The US is sending a delegation of trade and economic officials to Taiwan next week, as the administration of Joe Biden seeks to bolster America’s commercial relationship with the island.
The office of the US trade representative announced on Wednesday that Terry McCartin, its top official responsible for trade with China, would lead a US delegation to Taiwan from January 14-17. The USTR said officials from other government agencies would also be present. Beijing is opposed to a trade initiative between Taipei and Washington.
Since Biden became president, US government officials have visited Taiwan on rare occasions. In early 2021, John Hennessey-Niland, Washington’s ambassador to Palau, travelled to the island and met with top officials on a trip that was condemned by Beijing.
When Nancy Pelosi travelled to Taiwan last summer, the then Democratic speaker of the House of Representatives’ visit sharply raised tensions with China, putting Biden in a difficult position.
The Biden administration has been looking to expand the US economic relationship with Taiwan, even though the island has not been included in the Indo-Pacific Economic Framework, America’s flagship trade initiative with the region.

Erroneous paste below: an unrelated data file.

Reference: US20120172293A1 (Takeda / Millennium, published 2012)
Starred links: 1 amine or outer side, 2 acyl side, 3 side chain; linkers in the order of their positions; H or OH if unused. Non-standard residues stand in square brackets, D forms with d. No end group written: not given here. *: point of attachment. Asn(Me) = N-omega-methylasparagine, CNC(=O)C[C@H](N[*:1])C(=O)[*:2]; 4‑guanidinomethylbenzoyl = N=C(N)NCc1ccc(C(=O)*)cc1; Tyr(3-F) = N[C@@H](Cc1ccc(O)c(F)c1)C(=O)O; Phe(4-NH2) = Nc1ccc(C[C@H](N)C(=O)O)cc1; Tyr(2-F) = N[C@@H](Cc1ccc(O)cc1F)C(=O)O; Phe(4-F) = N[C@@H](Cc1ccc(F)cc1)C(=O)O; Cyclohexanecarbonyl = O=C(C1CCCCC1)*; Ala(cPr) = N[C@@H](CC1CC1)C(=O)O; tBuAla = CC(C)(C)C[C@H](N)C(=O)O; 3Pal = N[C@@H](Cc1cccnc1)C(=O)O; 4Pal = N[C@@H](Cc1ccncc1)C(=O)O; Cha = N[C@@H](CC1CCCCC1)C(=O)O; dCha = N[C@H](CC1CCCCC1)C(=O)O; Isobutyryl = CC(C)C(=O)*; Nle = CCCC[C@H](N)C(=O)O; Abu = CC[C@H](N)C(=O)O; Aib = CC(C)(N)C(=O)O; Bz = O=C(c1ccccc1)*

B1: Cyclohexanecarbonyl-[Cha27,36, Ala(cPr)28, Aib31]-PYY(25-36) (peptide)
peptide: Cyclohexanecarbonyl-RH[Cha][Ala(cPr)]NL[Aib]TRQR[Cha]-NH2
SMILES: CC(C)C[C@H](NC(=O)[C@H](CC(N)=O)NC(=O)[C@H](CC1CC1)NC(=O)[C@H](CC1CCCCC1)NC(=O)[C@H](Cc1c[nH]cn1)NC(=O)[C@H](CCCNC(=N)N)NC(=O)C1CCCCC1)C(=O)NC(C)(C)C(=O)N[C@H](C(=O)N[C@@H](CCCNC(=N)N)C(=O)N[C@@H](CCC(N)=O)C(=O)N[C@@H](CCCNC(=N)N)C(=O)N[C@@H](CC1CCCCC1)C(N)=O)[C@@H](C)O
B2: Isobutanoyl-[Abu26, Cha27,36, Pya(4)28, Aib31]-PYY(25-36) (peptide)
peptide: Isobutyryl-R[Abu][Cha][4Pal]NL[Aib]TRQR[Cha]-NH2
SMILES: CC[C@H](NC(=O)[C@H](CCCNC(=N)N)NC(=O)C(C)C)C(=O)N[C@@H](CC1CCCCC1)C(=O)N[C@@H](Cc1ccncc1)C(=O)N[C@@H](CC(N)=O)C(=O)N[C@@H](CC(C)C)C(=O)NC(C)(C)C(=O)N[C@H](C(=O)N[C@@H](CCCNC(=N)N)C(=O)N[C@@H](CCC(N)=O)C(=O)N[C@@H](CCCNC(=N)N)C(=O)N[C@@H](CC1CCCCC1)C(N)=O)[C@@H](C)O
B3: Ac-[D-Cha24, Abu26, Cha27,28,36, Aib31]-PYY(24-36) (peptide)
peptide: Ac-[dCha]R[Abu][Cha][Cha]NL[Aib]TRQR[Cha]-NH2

In June Washington agreed to launch trade negotiations with Taiwan — which have included some virtual sessions as well as an in-person meeting in New York.
According to the USTR’s negotiating mandate, the talks will focus on a range of issues from agricultural and digital trade to the role of state-owned enterprises and labour, environmental and anti-corruption standards.
A US official said additional rounds of talks were likely to follow next week’s negotiations in Taiwan. The official added the US delegation would be travelling on commercial aircraft and was in contact with the state department about security arrangements as was standard protocol.
The USTR emphasised the talks would be held “in accordance” with the US’s “one China policy” as well as the 1979 Taiwan Relations Act. The US has no formal diplomatic ties with Taipei. But the acceleration of the trade negotiations could upset an attempt by Biden and Xi Jinping, China’s president, to steady their relationship after they met at the G20 in Indonesia in November.
Additional reporting by Felicia Schwartz